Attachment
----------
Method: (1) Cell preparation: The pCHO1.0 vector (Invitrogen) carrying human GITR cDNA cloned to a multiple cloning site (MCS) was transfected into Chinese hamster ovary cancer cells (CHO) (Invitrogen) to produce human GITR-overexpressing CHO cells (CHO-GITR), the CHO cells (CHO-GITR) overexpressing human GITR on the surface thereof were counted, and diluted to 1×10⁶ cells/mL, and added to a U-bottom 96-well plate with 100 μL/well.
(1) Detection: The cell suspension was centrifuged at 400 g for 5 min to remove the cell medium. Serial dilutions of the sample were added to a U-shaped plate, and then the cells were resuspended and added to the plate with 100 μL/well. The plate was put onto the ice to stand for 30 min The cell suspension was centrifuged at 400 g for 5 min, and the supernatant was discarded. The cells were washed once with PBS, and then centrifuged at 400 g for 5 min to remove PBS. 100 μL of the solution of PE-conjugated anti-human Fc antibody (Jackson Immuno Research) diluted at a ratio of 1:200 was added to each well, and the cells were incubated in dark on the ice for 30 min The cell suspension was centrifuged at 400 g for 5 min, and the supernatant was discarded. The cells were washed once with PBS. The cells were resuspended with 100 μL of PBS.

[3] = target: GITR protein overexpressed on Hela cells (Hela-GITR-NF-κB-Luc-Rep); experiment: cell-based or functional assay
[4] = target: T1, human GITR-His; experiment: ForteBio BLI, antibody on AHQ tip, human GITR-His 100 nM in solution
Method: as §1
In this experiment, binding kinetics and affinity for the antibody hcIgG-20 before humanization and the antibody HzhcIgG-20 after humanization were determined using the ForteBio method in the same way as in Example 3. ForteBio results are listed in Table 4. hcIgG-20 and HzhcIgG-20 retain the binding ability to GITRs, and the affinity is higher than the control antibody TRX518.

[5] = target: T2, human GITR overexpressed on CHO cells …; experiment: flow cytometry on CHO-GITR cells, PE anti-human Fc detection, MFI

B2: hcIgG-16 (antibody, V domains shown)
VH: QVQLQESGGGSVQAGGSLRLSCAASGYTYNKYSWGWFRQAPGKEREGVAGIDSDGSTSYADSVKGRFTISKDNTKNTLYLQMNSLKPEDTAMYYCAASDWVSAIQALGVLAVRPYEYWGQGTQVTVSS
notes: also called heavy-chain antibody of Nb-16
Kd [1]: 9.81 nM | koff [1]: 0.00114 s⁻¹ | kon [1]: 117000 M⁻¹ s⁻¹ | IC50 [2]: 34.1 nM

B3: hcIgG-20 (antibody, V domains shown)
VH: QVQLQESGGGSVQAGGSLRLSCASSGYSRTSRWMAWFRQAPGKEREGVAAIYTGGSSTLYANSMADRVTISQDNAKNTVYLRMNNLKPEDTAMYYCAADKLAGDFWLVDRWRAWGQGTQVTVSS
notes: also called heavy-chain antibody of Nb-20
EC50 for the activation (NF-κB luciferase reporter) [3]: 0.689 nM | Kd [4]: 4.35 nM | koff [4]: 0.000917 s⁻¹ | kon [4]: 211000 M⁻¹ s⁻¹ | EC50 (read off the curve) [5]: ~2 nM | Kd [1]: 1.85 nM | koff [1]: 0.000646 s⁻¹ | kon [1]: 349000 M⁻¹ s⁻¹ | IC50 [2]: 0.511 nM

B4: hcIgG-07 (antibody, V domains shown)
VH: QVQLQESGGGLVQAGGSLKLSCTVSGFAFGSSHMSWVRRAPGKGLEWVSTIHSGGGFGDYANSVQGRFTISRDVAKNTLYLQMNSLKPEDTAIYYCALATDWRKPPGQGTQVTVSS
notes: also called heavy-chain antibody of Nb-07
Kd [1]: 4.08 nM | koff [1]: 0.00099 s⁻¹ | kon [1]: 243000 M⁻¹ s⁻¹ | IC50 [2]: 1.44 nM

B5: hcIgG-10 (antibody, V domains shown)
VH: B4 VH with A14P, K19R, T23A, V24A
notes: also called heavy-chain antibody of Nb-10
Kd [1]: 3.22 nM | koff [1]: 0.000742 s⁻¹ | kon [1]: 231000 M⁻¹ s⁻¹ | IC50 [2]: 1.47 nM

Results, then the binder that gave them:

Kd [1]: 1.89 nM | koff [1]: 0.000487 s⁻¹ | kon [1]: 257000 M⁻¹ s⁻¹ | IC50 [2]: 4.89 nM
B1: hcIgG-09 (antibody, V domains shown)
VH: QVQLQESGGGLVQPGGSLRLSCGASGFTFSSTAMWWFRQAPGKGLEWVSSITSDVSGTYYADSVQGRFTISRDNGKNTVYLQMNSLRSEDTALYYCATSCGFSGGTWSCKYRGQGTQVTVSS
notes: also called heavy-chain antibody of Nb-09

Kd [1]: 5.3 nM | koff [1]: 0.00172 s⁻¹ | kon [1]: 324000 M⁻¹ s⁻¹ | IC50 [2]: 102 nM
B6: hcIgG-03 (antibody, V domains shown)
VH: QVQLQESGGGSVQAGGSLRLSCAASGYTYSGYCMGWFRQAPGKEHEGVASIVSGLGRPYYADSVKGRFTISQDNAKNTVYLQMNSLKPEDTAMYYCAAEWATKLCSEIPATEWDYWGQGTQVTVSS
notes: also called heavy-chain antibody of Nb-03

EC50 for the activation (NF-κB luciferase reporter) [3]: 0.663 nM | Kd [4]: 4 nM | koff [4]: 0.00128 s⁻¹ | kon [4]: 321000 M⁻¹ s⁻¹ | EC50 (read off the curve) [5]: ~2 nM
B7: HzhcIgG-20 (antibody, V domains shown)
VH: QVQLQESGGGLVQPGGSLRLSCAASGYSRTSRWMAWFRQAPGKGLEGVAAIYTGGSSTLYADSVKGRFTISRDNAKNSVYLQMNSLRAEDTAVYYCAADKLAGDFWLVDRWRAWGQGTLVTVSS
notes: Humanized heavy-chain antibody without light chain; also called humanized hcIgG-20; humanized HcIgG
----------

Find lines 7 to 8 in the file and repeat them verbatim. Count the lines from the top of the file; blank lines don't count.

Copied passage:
[5] = target: T2, human GITR overexpressed on CHO cells …; experiment: flow cytometry on CHO-GITR cells, PE anti-human Fc detection, MFI

B2: hcIgG-16 (antibody, V domains shown)